The African Union, the regional economic communities and African states must create and implement robust frameworks for witness protection in order to ensure the success of transitional justice measures on the continent, writes Emmanuel Ayoola.

The development of transitional justice measures can be likened to the process of building a house – a house with several pillars. The United Nations identifies the pillars of transitional justice as truth, justice, reparation, and guarantees of non-recurrence. These interconnected pillars function together for the sustainability of transitional justice.

Just as houses cannot stand without pillars or other forms of structural support, transitional justice cannot thrive without its pillars. If one is absent or weak, the others are weakened as a result. For a long time, however, attempts have been made to implement transitional justice in Africa without its pillars or with weakened ones. The results have been predictable – collapsing disappointments.

Effective witness protection has been a missing link. The pillars of truth and justice cannot function without a robust witness protection system. Truth-seeking processes and justice mechanisms rely on witness testimony, which helps hold perpetrators of human rights violations to account. In fact, survivors’ testimonies have been referred to as the backbone of transitional justice processes, essential even when other forms of evidence are available. Yet, when witnesses are not protected, they are far less likely to give testimony.

As a whole, Africa grapples with the absence of robust witness protection systems. Many countries in the region have no frameworks that guarantee the protection of witnesses. In the few countries where they exist, there is often a lack of implementation. As of November 2022, there are only two fully operational witness protection agencies in Africa, Kenya’s Victim Protection Board and South Africa’s Office for Witness Protection. Without such frameworks, witnesses and survivors involved in transitional justice processes face threats and attacks from accused persons and their agents.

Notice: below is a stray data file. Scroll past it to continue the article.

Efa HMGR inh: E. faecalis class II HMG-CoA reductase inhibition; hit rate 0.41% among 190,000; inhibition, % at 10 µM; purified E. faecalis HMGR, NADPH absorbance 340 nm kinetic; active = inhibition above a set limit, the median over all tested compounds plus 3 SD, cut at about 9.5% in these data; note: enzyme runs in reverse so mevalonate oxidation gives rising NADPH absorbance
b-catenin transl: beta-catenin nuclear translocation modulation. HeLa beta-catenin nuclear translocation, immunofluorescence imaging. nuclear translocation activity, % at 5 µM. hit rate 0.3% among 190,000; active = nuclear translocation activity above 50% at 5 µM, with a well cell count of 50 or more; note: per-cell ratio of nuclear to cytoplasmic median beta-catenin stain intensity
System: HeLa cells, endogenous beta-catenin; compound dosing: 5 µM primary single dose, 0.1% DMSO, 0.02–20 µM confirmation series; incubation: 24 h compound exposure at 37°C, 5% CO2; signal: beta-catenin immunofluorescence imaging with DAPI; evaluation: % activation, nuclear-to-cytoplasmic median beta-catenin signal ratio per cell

The situation affects national trials as well as international courts that try African cases. As far back as 1996, a total of 99 witnesses were murdered by Hutu extremists in Rwanda because they cooperated with the International Criminal Tribunal for Rwanda. Attacks also occurred during the local Gacaca process. There were reports of poisoning, assault, rape, arson and murder targeting witnesses. With effective witness protection systems, many of these incidents could have been prevented.

And it is not just witnesses who come under attack. Their loved ones are usually targets as well. An example is the post-election violence that followed the 2007 elections in Kenya. The International Criminal Court admitted that family members of witnesses in its case against perpetrators of the violence faced threats.

Threats and attacks will continue without adequate witness protection systems, which will result in dwindling witness confidence in transitional justice processes. For example, in the April 2014 trial of an alleged Boko Haram member in Nigeria, a key witness refused to testify because the judge did not allow the use of facial coverings to conceal his identity.

Women and girls face particular challenges associated with discrimination and stigmatisation. In cases of human rights violations that involve sexual violence, survivors often do not have witness protection during trials. They are left vulnerable, recounting their ordeals in open court without their identities being properly concealed. This exposes them to further threats and harm. Those who are lucky enough not to experience this usually still deal with a lack of psychosocial support.

It is clear that, as a matter of urgency, African countries and regional bodies need to prioritise witness protection in their transitional justice measures. Amnesty International’s checklist for the establishment of a truth commission makes three key recommendations for ensuring proper witness protection: treating victims with dignity and humanity; assisting witnesses in presenting their views, concerns and cases; and establishing effective long-term witness protection programmes. All must be fulfilled if witnesses are to be adequately protected and, by extension, if transitional justice is to be successfully pursued.

Transitional justice in Africa will continue to suffer setbacks without adequate witness protection. The pillars of transitional justice cannot stand without it. The African Union, the regional economic communities and African states must create and implement robust frameworks for witness protection. Future transitional justice processes and the very people who take the greatest risks in the name of justice depend on it.

Emmanuel Ayoola
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Emmanuel Ayoola is a human rights lawyer and a transitional justice practitioner.

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